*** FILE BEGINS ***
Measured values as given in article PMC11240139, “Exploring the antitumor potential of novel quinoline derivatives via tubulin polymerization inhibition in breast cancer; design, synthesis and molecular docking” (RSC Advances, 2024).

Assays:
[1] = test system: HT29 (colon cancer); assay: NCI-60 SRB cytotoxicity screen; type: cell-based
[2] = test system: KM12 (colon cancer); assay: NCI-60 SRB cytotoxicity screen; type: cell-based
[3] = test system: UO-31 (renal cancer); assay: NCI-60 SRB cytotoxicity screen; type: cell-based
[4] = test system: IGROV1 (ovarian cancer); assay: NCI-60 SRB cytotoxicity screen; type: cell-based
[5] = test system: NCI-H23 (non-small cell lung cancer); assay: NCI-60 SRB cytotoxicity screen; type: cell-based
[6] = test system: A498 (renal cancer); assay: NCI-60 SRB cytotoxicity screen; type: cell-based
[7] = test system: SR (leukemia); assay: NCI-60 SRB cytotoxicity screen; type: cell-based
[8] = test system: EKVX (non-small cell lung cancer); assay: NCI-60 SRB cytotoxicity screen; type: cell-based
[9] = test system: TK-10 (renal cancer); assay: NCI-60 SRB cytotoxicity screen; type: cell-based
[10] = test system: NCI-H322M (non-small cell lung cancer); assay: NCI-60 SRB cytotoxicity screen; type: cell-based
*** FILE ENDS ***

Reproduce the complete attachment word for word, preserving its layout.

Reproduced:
Measured values as given in article PMC11240139, “Exploring the antitumor potential of novel quinoline derivatives via tubulin polymerization inhibition in breast cancer; design, synthesis and molecular docking” (RSC Advances, 2024).

Assays:
[1] = test system: HT29 (colon cancer); assay: NCI-60 SRB cytotoxicity screen; type: cell-based
[2] = test system: KM12 (colon cancer); assay: NCI-60 SRB cytotoxicity screen; type: cell-based
[3] = test system: UO-31 (renal cancer); assay: NCI-60 SRB cytotoxicity screen; type: cell-based
[4] = test system: IGROV1 (ovarian cancer); assay: NCI-60 SRB cytotoxicity screen; type: cell-based
[5] = test system: NCI-H23 (non-small cell lung cancer); assay: NCI-60 SRB cytotoxicity screen; type: cell-based
[6] = test system: A498 (renal cancer); assay: NCI-60 SRB cytotoxicity screen; type: cell-based
[7] = test system: SR (leukemia); assay: NCI-60 SRB cytotoxicity screen; type: cell-based
[8] = test system: EKVX (non-small cell lung cancer); assay: NCI-60 SRB cytotoxicity screen; type: cell-based
[9] = test system: TK-10 (renal cancer); assay: NCI-60 SRB cytotoxicity screen; type: cell-based
[10] = test system: NCI-H322M (non-small cell lung cancer); assay: NCI-60 SRB cytotoxicity screen; type: cell-based